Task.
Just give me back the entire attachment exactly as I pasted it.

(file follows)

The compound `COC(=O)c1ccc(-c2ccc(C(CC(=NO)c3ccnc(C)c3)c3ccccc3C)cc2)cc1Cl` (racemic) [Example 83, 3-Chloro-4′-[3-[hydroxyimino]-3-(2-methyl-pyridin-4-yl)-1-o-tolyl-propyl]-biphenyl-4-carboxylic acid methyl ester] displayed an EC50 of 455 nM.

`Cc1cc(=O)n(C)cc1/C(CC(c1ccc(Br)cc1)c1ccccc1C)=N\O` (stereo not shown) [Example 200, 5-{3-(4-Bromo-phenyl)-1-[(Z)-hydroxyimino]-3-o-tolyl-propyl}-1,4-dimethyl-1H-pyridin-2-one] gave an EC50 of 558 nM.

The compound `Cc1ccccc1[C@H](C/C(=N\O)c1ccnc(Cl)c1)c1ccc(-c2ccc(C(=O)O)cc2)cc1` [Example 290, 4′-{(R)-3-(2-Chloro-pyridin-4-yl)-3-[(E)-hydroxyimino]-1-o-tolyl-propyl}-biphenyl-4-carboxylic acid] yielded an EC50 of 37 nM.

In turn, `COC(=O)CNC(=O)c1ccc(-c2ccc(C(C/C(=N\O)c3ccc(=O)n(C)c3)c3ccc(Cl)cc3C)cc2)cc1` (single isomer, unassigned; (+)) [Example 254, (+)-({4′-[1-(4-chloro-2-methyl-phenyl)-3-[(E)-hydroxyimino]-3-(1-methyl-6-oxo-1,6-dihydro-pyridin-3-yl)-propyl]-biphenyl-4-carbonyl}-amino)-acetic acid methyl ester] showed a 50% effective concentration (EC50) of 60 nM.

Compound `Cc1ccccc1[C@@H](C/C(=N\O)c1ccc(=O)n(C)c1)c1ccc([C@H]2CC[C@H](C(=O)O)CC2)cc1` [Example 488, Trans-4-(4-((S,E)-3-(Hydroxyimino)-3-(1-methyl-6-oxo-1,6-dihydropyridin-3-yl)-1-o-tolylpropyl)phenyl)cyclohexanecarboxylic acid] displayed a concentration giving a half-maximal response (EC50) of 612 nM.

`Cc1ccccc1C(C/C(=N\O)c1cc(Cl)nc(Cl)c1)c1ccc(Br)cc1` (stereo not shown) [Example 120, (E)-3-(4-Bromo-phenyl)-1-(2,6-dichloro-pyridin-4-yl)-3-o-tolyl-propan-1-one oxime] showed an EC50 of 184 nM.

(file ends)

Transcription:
The compound `COC(=O)c1ccc(-c2ccc(C(CC(=NO)c3ccnc(C)c3)c3ccccc3C)cc2)cc1Cl` (racemic) [Example 83, 3-Chloro-4′-[3-[hydroxyimino]-3-(2-methyl-pyridin-4-yl)-1-o-tolyl-propyl]-biphenyl-4-carboxylic acid methyl ester] displayed an EC50 of 455 nM.

`Cc1cc(=O)n(C)cc1/C(CC(c1ccc(Br)cc1)c1ccccc1C)=N\O` (stereo not shown) [Example 200, 5-{3-(4-Bromo-phenyl)-1-[(Z)-hydroxyimino]-3-o-tolyl-propyl}-1,4-dimethyl-1H-pyridin-2-one] gave an EC50 of 558 nM.

The compound `Cc1ccccc1[C@H](C/C(=N\O)c1ccnc(Cl)c1)c1ccc(-c2ccc(C(=O)O)cc2)cc1` [Example 290, 4′-{(R)-3-(2-Chloro-pyridin-4-yl)-3-[(E)-hydroxyimino]-1-o-tolyl-propyl}-biphenyl-4-carboxylic acid] yielded an EC50 of 37 nM.

In turn, `COC(=O)CNC(=O)c1ccc(-c2ccc(C(C/C(=N\O)c3ccc(=O)n(C)c3)c3ccc(Cl)cc3C)cc2)cc1` (single isomer, unassigned; (+)) [Example 254, (+)-({4′-[1-(4-chloro-2-methyl-phenyl)-3-[(E)-hydroxyimino]-3-(1-methyl-6-oxo-1,6-dihydro-pyridin-3-yl)-propyl]-biphenyl-4-carbonyl}-amino)-acetic acid methyl ester] showed a 50% effective concentration (EC50) of 60 nM.

Compound `Cc1ccccc1[C@@H](C/C(=N\O)c1ccc(=O)n(C)c1)c1ccc([C@H]2CC[C@H](C(=O)O)CC2)cc1` [Example 488, Trans-4-(4-((S,E)-3-(Hydroxyimino)-3-(1-methyl-6-oxo-1,6-dihydropyridin-3-yl)-1-o-tolylpropyl)phenyl)cyclohexanecarboxylic acid] displayed a concentration giving a half-maximal response (EC50) of 612 nM.

`Cc1ccccc1C(C/C(=N\O)c1cc(Cl)nc(Cl)c1)c1ccc(Br)cc1` (stereo not shown) [Example 120, (E)-3-(4-Bromo-phenyl)-1-(2,6-dichloro-pyridin-4-yl)-3-o-tolyl-propan-1-one oxime] showed an EC50 of 184 nM.